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Back to school good time to review safety measures

By Susan Collins-Smith
MSU Ag Communications

Older students should walk or bike to school in groups, while younger children should always be accompanied by an adult. (Photo by Bananastock)
Older students should walk or bike to school in groups, while younger children should always be accompanied by an adult. (Photo by Bananastock)

JACKSON – As the carefree days of summer vacation quickly come to a close, parents should take steps to keep their kids safe as they return to the routines of school.

“Parents should keep in mind there are precautions to take no matter how their child gets to and from school,” said Beth Bell, Tallahatchie County child and family development agent with Mississippi State University’s Extension Service.

According to the National Center for Missing and Exploited Children, about 32 percent of attempted stranger abductions take place while children are traveling to or from school or a school-related activity.

Bell recommends that young children be accompanied by an adult if they walk or bike to school.

“I have young children, and I wouldn’t allow them to walk or bike to school alone or even in a group with other children no matter how close to the school we live,” she said. “For me, that’s just too much risk. High school-aged children, though, should have a better perception of danger. But they should always travel in a group.”

Children should use a well-lit, non-secluded route and be aware of safe places along the route to go if they feel afraid or threatened. Bikers should always wear a properly fitting helmet and understand and follow the rules of the road, according to the National Center for Missing and Exploited Children.

Bus riders should wait in groups, and car riders should be dropped off as close to their building as possible. Drivers should be sure the child is inside the building or greeted by a school employee before leaving.

Parents should also take steps to prepare their children if they will be home alone after school, said Karen Benson, Neshoba County Extension coordinator and family and consumer sciences agent with MSU.

Benson recommends children check in with a parent or another trusted adult, such as a neighbor, by phone or text as soon as they arrive home. If any doors or windows are ajar or they notice anything else suspicious about the house, they should not enter and go to a neighbor’s house immediately and call 911, she said. Once inside, they should make sure the house is secure by locking all doors.

Children who are home alone for any length of time should have a few resources at their fingertips.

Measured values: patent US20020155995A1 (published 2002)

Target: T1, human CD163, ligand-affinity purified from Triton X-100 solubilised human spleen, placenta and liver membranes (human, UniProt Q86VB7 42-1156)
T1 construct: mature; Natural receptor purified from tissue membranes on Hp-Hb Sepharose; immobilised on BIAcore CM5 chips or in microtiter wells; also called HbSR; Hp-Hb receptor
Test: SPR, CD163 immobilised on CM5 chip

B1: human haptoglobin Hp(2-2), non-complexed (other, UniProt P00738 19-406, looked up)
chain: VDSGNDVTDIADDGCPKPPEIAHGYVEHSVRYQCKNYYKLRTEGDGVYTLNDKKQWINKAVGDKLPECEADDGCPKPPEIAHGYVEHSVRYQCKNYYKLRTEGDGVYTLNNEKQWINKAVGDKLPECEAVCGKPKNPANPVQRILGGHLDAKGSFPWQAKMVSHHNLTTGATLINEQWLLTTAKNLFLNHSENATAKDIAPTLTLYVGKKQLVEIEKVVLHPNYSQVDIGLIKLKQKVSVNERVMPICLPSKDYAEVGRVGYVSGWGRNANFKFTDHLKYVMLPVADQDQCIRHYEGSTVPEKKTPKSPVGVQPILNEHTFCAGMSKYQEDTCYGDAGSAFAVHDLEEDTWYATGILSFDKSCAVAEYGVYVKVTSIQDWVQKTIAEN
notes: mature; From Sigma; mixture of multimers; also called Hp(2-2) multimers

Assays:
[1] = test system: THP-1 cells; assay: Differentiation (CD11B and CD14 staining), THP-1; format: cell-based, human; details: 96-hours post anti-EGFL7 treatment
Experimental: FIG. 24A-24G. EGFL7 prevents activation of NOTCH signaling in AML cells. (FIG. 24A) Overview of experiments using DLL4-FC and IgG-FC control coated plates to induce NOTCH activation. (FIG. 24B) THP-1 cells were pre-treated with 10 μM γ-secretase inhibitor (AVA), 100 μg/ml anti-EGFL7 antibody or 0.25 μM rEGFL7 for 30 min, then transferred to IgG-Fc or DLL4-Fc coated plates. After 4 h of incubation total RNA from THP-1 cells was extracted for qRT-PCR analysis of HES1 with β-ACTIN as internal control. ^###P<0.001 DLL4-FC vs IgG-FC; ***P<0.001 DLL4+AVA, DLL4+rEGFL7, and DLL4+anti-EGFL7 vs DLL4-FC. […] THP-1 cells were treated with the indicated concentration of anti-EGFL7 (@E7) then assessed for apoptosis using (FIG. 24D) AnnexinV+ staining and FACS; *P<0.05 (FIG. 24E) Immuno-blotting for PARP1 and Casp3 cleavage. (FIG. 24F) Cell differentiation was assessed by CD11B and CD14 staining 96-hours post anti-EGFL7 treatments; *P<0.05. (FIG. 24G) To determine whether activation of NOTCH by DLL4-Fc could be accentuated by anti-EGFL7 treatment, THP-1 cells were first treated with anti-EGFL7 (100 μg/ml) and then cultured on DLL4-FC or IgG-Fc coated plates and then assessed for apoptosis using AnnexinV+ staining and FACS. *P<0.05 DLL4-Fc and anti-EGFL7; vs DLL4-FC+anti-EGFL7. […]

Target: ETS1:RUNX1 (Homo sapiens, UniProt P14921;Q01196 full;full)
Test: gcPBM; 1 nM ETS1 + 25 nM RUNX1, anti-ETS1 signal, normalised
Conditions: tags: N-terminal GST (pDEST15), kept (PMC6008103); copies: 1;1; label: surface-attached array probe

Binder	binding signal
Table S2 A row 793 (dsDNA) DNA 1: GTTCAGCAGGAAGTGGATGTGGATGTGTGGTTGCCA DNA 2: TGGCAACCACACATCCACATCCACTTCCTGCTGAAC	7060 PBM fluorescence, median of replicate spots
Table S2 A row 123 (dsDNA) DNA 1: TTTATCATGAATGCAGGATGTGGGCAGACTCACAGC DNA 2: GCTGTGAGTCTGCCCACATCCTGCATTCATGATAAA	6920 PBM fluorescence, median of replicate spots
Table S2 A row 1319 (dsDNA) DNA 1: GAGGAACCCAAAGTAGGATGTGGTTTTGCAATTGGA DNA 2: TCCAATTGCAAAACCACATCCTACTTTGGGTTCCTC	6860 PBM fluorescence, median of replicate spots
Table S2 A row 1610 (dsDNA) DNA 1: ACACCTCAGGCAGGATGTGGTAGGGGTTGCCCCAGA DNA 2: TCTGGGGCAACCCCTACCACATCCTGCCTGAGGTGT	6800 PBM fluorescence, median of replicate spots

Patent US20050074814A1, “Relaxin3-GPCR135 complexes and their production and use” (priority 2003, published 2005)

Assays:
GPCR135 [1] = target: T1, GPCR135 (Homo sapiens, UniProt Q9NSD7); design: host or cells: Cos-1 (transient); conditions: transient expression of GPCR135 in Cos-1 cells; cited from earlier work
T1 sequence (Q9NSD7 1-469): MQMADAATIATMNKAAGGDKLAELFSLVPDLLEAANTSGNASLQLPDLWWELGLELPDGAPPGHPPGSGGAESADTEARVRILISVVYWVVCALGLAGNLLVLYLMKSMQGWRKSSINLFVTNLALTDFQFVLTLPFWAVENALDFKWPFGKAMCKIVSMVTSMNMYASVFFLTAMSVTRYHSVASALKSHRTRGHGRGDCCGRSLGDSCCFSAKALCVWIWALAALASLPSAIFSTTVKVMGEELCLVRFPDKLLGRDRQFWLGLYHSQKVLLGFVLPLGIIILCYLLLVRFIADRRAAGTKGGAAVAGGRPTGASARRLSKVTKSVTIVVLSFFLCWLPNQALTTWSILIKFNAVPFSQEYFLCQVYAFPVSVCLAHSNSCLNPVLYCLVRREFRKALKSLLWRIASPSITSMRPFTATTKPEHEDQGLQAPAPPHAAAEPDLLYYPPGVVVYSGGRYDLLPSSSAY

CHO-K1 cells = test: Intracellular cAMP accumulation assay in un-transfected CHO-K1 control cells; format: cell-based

“Leave a list of emergency phone numbers in an easily accessible place, such as the refrigerator,” Benson said. “The list should include 911 and contact numbers for parents, grandparents and a trusted neighbor. Make sure children know their address and understand what information they should give a 911 operator. Go over first aid basics and store the first aid kit in a convenient location. Make sure they have a weather radio and understand when and where to take shelter.”

Role play is a good way to help children make the right decisions in an emergency situation, such as a fire, tornado or accident, Benson said. She also recommends children who will be home alone take a babysitter’s training course. The course teaches basic CPR along with other safety topics and is offered by several community organizations, including 4-H.

In addition, parents should establish guidelines for answering the phone and the door, playing outdoors and using the computer.

“Children should never let an unknown adult or child know they are home alone,” Benson said. “Parents should know how to check the history on the computer and understand what activity might be risky. Parents and children should have open, honest communication about the use of the computer.”

Cassandra Kirkland, Extension family life specialist, recommends parents consider limiting their children’s access to the Internet.

“There are software packages available for parents who want to limit access to social networking sites or sites with inappropriate content,” Kirkland said. “Net Nanny is a highly rated example.”

For more information on back to school safety, refer to Extension publications 1487, After School Care and 2638, Child Safety: What Every Family Can Do. Additional information can be found on the National Safety Council website at http://www.nsc.org and The National Center for Missing and Exploited Children website at http//:www.missingkids.org/Safety. Kirkland also recommends the following resources:

https://www.childwelfare.gov/pubs/factsheets/homealone.cfm

http://www.nncc.org/SACC/sac31_home.alone.html

http://www.aacap.org/galleries/FactsForFamilies/46_home_alone_children.pdf

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Released: July 12, 2013
Contact: Karen Benson, (601) 656-4011; Beth Bell, (662) 647-8661

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